per unit shoot (Claasen et al., 2005) and other
results (Fohse et al., 1988; Marschner
et al., 2007) demonstrated low P content per plant for efficient
genotypes. Current experiment also observed a lower root to shoot ratio for
the efficient Arachis pintoi (Ap) accession (CIAT 18744) as compared
to CIAT 17434 genotype (Table 1), a sign that P uptake may
not be the main contributing factor to accession growth superiority. However,
Claasen et al. (2005) attributed the yield differences
to higher P influx in case of CIAT 18744 genotype as one of the factors contributing
to its P efficiency.
Differences in proton excretions have previously been reported between genotypes
of tomatoes (Gweyi-Onyango, 2006). The P efficiency amongst
the tomato genotypes could not, however, be attributed to protonation potential
of the genotypes. In the current experiment, the efficient genotype showed less
variation in nutrient solution pH between P treatments (Fig. 1).
This implies that in such genotype, rhizosphere pH acidification is not a strategy
for P acquisition. A possible explanation of lack of intensive root proton excretion
may be due to enhanced retranslocation potential of CIAT 18744 from the P sufficient
plant organs and/or tissues to roots cultured in minus P compartment. Such remobilization
of P has been previously reported in Caribbean stylo (Stylosanthes hamata
L. Taub.) and tomatoes (Gweyi-Onyango 2006; Smith
et al., 1990). However, CIAT 18744s resistance to acidification
could also be a protective strategy against root injury, especially to avoid
aluminum toxicity, which is always associated with P deficiency. This ability
to resist acidification (CIAT 18744) is in line with reports of Cowpea (Vigna
unguiculata L. Walp.) genotypes exposed to low soil pH (Akinrinde
et al., 2006). On the contrary, rhizosphere acidification, as depicted
by CIAT 17434 and CIAT 22172 may be a better P acquisition strategy, particularly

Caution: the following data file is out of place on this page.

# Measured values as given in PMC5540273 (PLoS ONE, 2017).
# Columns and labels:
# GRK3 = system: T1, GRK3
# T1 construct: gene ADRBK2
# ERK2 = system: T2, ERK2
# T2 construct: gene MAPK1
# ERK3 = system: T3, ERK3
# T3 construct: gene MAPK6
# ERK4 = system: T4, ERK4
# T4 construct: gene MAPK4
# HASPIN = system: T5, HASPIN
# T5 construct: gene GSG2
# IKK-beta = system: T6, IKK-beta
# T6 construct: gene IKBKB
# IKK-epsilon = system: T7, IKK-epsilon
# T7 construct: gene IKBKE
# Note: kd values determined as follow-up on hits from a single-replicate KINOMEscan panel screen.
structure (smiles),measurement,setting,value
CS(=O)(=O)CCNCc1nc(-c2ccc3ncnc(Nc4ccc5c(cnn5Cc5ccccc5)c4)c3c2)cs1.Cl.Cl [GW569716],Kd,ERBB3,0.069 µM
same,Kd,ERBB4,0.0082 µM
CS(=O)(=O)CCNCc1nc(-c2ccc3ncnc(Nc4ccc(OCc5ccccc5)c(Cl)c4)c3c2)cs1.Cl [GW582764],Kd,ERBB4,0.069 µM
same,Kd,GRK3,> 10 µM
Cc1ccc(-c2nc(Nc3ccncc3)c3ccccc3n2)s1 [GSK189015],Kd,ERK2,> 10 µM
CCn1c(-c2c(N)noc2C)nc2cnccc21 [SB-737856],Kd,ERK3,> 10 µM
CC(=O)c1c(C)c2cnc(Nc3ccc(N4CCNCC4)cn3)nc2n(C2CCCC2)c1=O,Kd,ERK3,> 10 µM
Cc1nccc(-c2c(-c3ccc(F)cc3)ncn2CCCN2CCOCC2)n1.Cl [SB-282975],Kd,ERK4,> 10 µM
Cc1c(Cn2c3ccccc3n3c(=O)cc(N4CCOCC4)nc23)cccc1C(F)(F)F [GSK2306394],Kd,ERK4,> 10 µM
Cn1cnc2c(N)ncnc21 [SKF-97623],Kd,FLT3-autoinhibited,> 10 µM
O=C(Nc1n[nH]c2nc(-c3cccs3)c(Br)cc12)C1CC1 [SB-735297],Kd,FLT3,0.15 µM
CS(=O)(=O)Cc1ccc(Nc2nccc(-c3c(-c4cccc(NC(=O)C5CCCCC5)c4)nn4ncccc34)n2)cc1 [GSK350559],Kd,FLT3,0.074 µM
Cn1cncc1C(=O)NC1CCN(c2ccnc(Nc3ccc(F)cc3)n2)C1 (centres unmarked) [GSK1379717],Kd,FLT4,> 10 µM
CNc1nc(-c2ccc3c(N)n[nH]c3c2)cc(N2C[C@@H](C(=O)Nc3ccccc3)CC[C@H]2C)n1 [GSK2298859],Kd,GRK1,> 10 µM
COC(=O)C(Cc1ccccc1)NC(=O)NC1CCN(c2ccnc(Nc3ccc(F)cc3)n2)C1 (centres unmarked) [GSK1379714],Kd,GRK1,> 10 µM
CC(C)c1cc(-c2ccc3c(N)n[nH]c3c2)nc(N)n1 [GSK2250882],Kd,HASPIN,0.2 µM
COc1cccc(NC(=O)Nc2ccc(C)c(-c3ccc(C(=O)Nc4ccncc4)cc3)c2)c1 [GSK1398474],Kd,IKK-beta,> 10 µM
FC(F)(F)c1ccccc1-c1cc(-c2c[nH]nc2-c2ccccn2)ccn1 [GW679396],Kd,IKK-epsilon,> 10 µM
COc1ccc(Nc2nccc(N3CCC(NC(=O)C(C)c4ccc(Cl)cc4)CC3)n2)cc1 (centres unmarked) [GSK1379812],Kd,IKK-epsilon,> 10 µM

under high soil pH. These observed enhanced acidifications under P stress are
in agreement with results of Gahoonia et al. (2002).
Previous experiment (Claasen et al., 2005) examined
carboxylate exudation patterns between two genotypes of Ap and the only measurable
carboxylates determined were Oxaloacetic Acid (OA), lactic acid and acetic acids.
There were however no correlation between lactic acid and acetic acid with soil
P content at the rhizosphere for CIAT 18744 and CIAT 17434. Indeed the P-inefficient
genotype had very high lactic acid exudation as compared to P-efficient genotype
and the lactic acid was negatively correlated with soil P, which was more pronounced
with age of the plants. The above exudates could therefore not explain the varietal
yield differences of the studied pinto peanut. Related work (Otani
et al., 1996) also found for the groundnut or peanut (Arachis
hypogea L.) that OA was not responsible for P-efficiency and in a later
paper (Ae and Otani, 1997); it was proposed that cell
wall component was related to the P efficiency of plants. The results herein,
also found higher OA as reported previously (Ae and Otani,
1997; Otani et al., 1996) (results not shown)
and also lactic acid (results not shown) as reported by Claasen
et al. (2005). Interestingly, current experiment revealed higher
exudation for TCA cycle carboxylate (citrate) and dicarboxylic acid cycle (malate)
in case of CIAT 18744 as compared to CIAT 17434 and CIAT 22172 under P deficiency
conditions (Fig. 3). There was however no clear root exudation
patterns in terms of less efficient carboxylates (fumerate and C-aconitate)
amongst the three studied Ap accessions (Fig. 4). The enhanced